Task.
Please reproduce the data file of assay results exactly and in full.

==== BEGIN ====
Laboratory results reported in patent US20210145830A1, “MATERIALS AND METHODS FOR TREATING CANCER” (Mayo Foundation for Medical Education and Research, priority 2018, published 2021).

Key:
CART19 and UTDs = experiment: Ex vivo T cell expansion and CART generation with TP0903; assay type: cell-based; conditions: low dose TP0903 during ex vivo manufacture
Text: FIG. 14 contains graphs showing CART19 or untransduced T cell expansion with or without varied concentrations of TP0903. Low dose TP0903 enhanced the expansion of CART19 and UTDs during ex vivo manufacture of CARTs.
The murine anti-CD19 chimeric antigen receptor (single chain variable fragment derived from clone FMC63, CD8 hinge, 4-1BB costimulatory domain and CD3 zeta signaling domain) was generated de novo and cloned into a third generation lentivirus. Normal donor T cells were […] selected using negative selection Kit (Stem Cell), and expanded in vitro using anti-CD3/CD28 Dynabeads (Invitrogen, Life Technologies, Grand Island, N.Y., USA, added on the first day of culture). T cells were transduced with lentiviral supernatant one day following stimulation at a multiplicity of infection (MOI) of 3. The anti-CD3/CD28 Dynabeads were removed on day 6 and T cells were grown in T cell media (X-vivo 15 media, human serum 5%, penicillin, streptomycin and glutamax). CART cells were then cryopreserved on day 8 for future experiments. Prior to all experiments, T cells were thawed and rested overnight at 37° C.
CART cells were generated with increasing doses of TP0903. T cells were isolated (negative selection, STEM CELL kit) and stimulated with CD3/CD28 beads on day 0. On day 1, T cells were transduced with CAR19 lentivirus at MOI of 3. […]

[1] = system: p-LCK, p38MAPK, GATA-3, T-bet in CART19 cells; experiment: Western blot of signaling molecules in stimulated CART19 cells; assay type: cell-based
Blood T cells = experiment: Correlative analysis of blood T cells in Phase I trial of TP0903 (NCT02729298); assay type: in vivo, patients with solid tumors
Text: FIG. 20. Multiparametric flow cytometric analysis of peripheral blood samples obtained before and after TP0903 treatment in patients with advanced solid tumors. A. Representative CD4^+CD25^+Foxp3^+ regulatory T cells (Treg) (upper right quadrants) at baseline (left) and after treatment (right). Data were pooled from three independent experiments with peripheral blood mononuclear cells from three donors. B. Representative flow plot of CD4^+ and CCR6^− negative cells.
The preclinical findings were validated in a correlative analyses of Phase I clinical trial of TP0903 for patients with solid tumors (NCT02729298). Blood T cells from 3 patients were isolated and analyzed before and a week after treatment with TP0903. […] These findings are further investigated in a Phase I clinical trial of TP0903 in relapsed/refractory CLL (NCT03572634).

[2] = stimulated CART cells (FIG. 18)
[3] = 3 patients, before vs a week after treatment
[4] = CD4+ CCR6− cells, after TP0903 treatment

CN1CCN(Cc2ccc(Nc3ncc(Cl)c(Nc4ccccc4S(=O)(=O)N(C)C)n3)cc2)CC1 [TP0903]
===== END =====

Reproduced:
Laboratory results reported in patent US20210145830A1, “MATERIALS AND METHODS FOR TREATING CANCER” (Mayo Foundation for Medical Education and Research, priority 2018, published 2021).

Key:
CART19 and UTDs = experiment: Ex vivo T cell expansion and CART generation with TP0903; assay type: cell-based; conditions: low dose TP0903 during ex vivo manufacture
Text: FIG. 14 contains graphs showing CART19 or untransduced T cell expansion with or without varied concentrations of TP0903. Low dose TP0903 enhanced the expansion of CART19 and UTDs during ex vivo manufacture of CARTs.
The murine anti-CD19 chimeric antigen receptor (single chain variable fragment derived from clone FMC63, CD8 hinge, 4-1BB costimulatory domain and CD3 zeta signaling domain) was generated de novo and cloned into a third generation lentivirus. Normal donor T cells were […] selected using negative selection Kit (Stem Cell), and expanded in vitro using anti-CD3/CD28 Dynabeads (Invitrogen, Life Technologies, Grand Island, N.Y., USA, added on the first day of culture). T cells were transduced with lentiviral supernatant one day following stimulation at a multiplicity of infection (MOI) of 3. The anti-CD3/CD28 Dynabeads were removed on day 6 and T cells were grown in T cell media (X-vivo 15 media, human serum 5%, penicillin, streptomycin and glutamax). CART cells were then cryopreserved on day 8 for future experiments. Prior to all experiments, T cells were thawed and rested overnight at 37° C.
CART cells were generated with increasing doses of TP0903. T cells were isolated (negative selection, STEM CELL kit) and stimulated with CD3/CD28 beads on day 0. On day 1, T cells were transduced with CAR19 lentivirus at MOI of 3. […]

[1] = system: p-LCK, p38MAPK, GATA-3, T-bet in CART19 cells; experiment: Western blot of signaling molecules in stimulated CART19 cells; assay type: cell-based
Blood T cells = experiment: Correlative analysis of blood T cells in Phase I trial of TP0903 (NCT02729298); assay type: in vivo, patients with solid tumors
Text: FIG. 20. Multiparametric flow cytometric analysis of peripheral blood samples obtained before and after TP0903 treatment in patients with advanced solid tumors. A. Representative CD4^+CD25^+Foxp3^+ regulatory T cells (Treg) (upper right quadrants) at baseline (left) and after treatment (right). Data were pooled from three independent experiments with peripheral blood mononuclear cells from three donors. B. Representative flow plot of CD4^+ and CCR6^− negative cells.
The preclinical findings were validated in a correlative analyses of Phase I clinical trial of TP0903 for patients with solid tumors (NCT02729298). Blood T cells from 3 patients were isolated and analyzed before and a week after treatment with TP0903. […] These findings are further investigated in a Phase I clinical trial of TP0903 in relapsed/refractory CLL (NCT03572634).

[2] = stimulated CART cells (FIG. 18)
[3] = 3 patients, before vs a week after treatment
[4] = CD4+ CCR6− cells, after TP0903 treatment

CN1CCN(Cc2ccc(Nc3ncc(Cl)c(Nc4ccccc4S(=O)(=O)N(C)C)n3)cc2)CC1 [TP0903]